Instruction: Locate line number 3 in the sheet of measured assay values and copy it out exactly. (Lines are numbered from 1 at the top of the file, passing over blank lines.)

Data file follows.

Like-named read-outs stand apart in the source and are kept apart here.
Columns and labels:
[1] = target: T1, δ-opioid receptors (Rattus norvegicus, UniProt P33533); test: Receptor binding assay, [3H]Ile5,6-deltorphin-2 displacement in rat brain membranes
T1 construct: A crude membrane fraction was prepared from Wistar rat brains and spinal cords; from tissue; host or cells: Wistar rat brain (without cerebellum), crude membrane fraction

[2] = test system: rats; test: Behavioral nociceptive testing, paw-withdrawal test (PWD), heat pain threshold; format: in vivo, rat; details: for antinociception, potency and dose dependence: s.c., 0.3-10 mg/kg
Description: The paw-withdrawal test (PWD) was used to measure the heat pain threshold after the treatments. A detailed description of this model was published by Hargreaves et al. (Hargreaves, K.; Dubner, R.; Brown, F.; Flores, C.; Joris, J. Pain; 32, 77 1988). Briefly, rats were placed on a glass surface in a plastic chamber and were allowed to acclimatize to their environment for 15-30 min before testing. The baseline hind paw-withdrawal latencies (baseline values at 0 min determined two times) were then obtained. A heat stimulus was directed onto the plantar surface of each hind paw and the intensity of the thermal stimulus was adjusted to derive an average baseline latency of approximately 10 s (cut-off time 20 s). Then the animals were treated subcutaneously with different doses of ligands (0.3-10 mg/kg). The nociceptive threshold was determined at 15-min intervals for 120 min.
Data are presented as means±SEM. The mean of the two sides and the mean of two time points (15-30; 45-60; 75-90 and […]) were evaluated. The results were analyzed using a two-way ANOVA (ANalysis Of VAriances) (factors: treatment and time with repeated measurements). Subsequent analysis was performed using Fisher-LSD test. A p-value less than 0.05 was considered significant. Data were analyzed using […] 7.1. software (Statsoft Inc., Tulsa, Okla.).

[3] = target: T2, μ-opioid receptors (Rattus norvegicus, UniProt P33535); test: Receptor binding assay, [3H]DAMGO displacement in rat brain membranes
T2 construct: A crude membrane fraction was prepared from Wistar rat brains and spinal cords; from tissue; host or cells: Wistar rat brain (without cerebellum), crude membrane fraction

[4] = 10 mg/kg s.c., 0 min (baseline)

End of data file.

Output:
[1] = target: T1, δ-opioid receptors (Rattus norvegicus, UniProt P33533); test: Receptor binding assay, [3H]Ile5,6-deltorphin-2 displacement in rat brain membranes